Fat and lit

deborah deborah at suberic.net
Wed Feb 5 00:17:30 EST 2003


(Ooh!  Positive fat fantasy character: Peter Beagle's Sia, the enourmous
and sensual [spoiler] from Folk of the Air!  And she's great.)

Melissa, you remember what I said about how we meld together our
registers of what "fat" means, and so end up saying oddly inconsistent
things that don't make sense?  Well:

|So we nagged him about it afterward, because what we REALLY
|wanted to see was a VERY large woman who was also clearly an attractive
|woman.  One of the things the playwright said about it, aside from other
|casting issues, was that this actress did think she was fat.  That made me
|just sick inside, because she was a very pretty young woman.

And she can't think she's fat and also think she's pretty?  ;)  (Not
pretty *even though* she's fat, but pretty *and* fat, or even pretty
*because* she's fat?)

I know, I know, that's not what you meant.  But it's what you wrote, and
therefore -- at some level -- probably what you thought, and that's my
point.


|But there is a
|point at which too much fat becomes extremely unhealthy.  And this is what
|disturbs me.  It's one thing to divorce your feelings of self-worth from
|what your body type is.  It's another to be proud of being unhealthy--and by
|this I mean that you have evidence that your personal body type and weight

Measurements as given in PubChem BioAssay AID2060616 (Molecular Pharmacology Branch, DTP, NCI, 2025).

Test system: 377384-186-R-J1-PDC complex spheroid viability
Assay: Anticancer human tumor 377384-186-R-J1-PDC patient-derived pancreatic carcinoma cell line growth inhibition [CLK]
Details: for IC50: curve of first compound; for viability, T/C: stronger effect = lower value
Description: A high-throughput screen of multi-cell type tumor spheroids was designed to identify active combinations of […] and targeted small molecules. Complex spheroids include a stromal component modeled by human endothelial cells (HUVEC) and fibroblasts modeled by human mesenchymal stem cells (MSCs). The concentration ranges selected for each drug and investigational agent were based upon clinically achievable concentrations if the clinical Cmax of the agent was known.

|are causing health problems, and yet you're proud of your body and refuse to
|change it.

Many serial dieters are extremely proud of their physical habits, which
are appalling for their bodies.  Moreover, society rewards them, while
it punishes people who are fat, who -- as pointed out in the article I
linked -- may well be perfectly healthy.

|I don't know.  This is probably all still unintentionally offensive and I'm
|an insensitive cad.  I can't presume to know why people weigh what they do.
|I don't know why I'm at a supposedly normal weight for someone my height,
|and yet my butt is still the size of Kansas.  I would just like to be able
|to write about--and read about--people of different weights without having
|to overcompensate for the stereotype.

Yes, Melissa, you thoughtless, insensitive cad.  ;)  Thin people are
allowed to talk about weight, by special dispensation of the
list-mistress, as long as you sacrifice a goat to me, first.

I think what we're doing is all about creating the ability to read and
write about people without fretting too much.  First of all, we're all
reading DWJ, and we've already come up with a plethora of cases in which
she breaks the stereotypes -- which allow her to occasionally fall into
the sterotypes.  After all, if you break stereotypes all the time, then
your characters are *characters*, not types.  But secondly, we're all
thoughtful readers, which means that we may occasionally come away from
books like Holes or Hatchet or Folk of the Fringe feeling mildly
shortchanged that the writers used weight loss and muscle tone as
shorthand for showing character growth.  And we have people like
Charlie, who let characters be successful without losing weight!  Which
isn't overcompensating ...  it's simply allowing.  Surely some fat
characters (Shine?) should be allowed to be evil, but others (Nan?)
should be allowed to be happy, successful heroes.  Otherwise it's a
sadly lacking diversity of characters we get.

-deborah
deborah at suberic.net
--
Always remember to demand more of yourself than anyone else.  Otherwise you
become merely a tiresome rebellious young girl who wants that the whole
world should change to suit her whim.  The world is full of such as these;
most of them grow up at last, but they are not particularly admirable,
enfin.  They are against everything, for nothing. -- _Jade_

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